Price caps and mandatory codes of conduct to be imposed on the domestic gas market

Articles Written by Sar Katdare (Partner), Tom Barrett (Special Counsel), Sean Lally (Associate)

On 9 December 2022, the Commonwealth Government released exposure drafts of its proposed Competition and Consumer Amendment (Gas Market) Bill 2022 (Cth) (Exposure Bill) and Competition and Consumer (Gas Market Emergency Price) Order 2022 (Cth) (Proposed Price Cap Order) for public consultation.

The Exposure Bill proposed amending the Competition and Consumer Act 2010 (Cth) (CC Act) to set up an overarching framework for the Commonwealth Government to regulate the Australian domestic gas market via gas market emergency price orders (such as the Proposed Price Cap Order) and mandatory gas market codes.

The explanatory materials for the Exposure Bill noted that one of the aims of the Exposure Bill was to reduce the impact of the global energy shock on Australian businesses caused by Russia’s invasion of Ukraine. As has been widely reported, due to the links between the Australian east-coast domestic gas market and export markets, the heightened global prices for LNG and gas caused by Russia’s invasion of Ukraine, and the subsequent sanctions placed on Russia, are resulting in high wholesale gas prices in the east coast of Australia.

On 15 December 2022, the Treasury Laws Amendment (Energy Price Relief Plan) Bill 2022 (Cth) (Price Relief Bill) was introduced into the Commonwealth Parliament at an extraordinary sitting and was passed by both Houses of Parliament. The Price Relief Bill contains (among other things) amendments to the CC Act to set up the framework mentioned above that had initially been proposed in the Exposure Bill.

Price cap

The Proposed Price Cap Order, which will be able to be made under the new sections of the CC Act that are to be introduced by the Price Relief Bill, proposes a $12/GJ cap in relation to all gas supplies made by gas producers from developed fields during the 12 month cap period via bilateral negotiation or gas supply hubs (Wallumbilla and Moomba).

The proposed price cap will only apply to new agreements or supplies made during the price cap period (or variations made to existing agreements or supplies during the price cap period).

It will not apply to:

  • existing arrangements (including master agreements where price is agreed);
  • prices after the expiry of the price cap period;
  • prices via Short Term Trading Markets or the Declared Wholesale Gas Market; or
  • the supply of LNG for export.

Seeking to avoid or not complying with the price cap will be prohibited. Companies and individuals in breach of this law will face significant penalties. There will also be a host of other penalties and remedies including compensation for non-parties who suffer loss.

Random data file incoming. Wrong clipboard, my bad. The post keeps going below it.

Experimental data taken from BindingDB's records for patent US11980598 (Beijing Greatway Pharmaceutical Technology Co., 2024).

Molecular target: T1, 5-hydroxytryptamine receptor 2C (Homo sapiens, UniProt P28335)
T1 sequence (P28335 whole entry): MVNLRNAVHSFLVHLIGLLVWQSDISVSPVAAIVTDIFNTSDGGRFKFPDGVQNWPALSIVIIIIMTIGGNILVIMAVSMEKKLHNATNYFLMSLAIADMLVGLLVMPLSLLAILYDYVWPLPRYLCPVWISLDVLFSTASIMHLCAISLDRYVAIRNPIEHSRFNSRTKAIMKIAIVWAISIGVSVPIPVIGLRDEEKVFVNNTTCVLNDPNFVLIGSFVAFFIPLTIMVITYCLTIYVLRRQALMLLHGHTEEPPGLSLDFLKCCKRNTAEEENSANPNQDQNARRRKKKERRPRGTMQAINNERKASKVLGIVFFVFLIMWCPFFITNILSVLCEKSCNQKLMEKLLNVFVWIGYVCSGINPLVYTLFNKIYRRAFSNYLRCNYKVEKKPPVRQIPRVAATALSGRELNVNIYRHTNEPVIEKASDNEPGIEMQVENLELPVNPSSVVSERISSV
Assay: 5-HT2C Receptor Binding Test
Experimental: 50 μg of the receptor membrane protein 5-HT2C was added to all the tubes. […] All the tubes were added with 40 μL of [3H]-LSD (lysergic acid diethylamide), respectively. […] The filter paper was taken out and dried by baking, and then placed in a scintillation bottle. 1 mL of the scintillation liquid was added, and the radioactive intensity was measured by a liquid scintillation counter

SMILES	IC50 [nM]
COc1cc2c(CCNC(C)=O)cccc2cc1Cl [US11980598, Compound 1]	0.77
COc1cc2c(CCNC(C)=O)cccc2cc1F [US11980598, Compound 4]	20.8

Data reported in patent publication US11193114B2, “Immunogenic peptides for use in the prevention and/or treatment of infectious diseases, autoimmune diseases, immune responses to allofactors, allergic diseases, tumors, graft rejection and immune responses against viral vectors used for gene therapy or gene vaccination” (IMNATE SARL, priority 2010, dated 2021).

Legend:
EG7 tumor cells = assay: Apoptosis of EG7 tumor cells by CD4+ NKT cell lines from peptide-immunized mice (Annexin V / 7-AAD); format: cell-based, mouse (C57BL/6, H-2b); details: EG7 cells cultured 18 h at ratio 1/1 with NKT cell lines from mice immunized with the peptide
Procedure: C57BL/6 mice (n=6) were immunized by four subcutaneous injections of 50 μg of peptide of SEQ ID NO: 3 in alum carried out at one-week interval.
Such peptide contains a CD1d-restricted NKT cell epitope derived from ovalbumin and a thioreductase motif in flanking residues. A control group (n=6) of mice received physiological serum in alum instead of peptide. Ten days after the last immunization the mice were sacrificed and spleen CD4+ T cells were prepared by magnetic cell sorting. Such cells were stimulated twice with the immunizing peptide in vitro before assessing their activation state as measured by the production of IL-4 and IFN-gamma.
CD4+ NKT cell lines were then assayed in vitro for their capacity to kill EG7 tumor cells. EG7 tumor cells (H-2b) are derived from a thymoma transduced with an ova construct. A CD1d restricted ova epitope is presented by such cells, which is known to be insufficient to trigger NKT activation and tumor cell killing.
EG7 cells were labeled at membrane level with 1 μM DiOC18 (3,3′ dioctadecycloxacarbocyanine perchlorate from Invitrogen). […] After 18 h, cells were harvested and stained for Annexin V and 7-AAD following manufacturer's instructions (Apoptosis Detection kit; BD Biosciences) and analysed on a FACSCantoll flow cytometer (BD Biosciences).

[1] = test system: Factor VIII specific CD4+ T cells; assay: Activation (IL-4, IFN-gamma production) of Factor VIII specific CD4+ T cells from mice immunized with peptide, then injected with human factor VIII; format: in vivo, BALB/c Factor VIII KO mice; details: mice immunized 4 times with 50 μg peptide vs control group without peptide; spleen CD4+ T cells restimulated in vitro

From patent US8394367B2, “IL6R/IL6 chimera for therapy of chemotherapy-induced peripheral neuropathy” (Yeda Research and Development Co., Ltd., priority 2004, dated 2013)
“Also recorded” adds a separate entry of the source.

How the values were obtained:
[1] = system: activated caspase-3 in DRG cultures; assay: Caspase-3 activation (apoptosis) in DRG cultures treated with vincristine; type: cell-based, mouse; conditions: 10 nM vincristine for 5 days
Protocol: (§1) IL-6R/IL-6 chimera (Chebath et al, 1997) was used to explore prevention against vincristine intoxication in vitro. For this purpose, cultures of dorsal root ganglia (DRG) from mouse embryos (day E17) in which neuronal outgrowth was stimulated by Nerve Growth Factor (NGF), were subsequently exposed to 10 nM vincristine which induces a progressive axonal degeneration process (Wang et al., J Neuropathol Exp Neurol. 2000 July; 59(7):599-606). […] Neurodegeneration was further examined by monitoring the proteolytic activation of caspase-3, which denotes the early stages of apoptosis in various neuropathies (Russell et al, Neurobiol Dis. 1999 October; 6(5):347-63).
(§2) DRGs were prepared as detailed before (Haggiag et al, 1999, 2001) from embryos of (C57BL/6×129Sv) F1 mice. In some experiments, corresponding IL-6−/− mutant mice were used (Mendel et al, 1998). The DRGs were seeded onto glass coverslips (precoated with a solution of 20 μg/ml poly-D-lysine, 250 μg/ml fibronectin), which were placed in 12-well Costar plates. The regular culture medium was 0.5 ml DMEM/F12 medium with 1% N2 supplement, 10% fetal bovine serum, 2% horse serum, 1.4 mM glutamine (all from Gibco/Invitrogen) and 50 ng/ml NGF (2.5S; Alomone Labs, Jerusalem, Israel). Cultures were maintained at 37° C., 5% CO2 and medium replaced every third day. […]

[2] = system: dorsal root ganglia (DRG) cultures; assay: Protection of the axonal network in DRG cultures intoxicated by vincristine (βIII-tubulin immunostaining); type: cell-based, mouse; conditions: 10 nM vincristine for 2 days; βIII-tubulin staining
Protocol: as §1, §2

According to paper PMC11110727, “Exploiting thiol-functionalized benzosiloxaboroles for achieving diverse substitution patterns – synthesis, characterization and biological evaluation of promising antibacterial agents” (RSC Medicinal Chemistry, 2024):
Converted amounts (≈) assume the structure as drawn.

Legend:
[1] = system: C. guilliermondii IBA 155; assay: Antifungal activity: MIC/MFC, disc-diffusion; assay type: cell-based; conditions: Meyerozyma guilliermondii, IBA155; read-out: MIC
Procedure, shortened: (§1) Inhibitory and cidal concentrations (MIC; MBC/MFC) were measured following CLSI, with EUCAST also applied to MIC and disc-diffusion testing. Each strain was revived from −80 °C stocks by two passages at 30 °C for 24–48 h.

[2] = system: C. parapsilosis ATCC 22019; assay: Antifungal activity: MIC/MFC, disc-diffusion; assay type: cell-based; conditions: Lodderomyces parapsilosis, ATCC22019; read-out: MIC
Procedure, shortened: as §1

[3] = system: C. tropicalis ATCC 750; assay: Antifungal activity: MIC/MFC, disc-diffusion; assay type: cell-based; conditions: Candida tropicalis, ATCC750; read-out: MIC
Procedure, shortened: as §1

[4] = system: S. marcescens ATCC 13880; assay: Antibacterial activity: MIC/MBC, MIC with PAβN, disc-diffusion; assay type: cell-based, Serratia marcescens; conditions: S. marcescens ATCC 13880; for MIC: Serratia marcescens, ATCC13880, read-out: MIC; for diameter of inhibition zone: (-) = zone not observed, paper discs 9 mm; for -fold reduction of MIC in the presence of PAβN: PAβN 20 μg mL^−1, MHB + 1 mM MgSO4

Mandatory gas market code

The content of the mandatory gas market code to be made under the new sections of the CC Act that are to be introduced by the Price Relief Bill is yet to be determined.

The Price Relief Bill and other materials, however, propose that the mandatory gas market code:

  • be “two-way” with obligations on all gas producers and gas customers;
  • cover all forms of conduct between all gas market participants;
  • regulate obligations in relation to negotiations, expressions of interest, offers, counter-offers, bids and gas sale agreements;
  • have reasonable pricing provisions;
  • have binding arbitration and other dispute resolution requirements;
  • regulate the operation of any gas exchange platform;
  • provide for increased transparency in market conduct; and
  • provide the ACCC with powers to obtain information from parties.

The reasonable pricing provisions relate to undeveloped fields and propose to take into account operating expenditure, depreciation, return on capital and taxes and royalties in determining whether pricing is reasonable. If pricing is below $12/GJ during the price cap period, it is deemed to be reasonable.

Johnson Winter Slattery has been advising APPEA and its members on the Exposure Bill, the Proposed Price Cap Order and the proposed mandatory gas market code.

Important Disclaimer: The material contained in this article is comment of a general nature only and is not and nor is it intended to be advice on any specific professional matter. In that the effectiveness or accuracy of any professional advice depends upon the particular circumstances of each case, neither the firm nor any individual author accepts any responsibility whatsoever for any acts or omissions resulting from reliance upon the content of any articles. Before acting on the basis of any material contained in this publication, we recommend that you consult your professional adviser. Liability limited by a scheme approved under Professional Standards Legislation (Australia-wide except in Tasmania).

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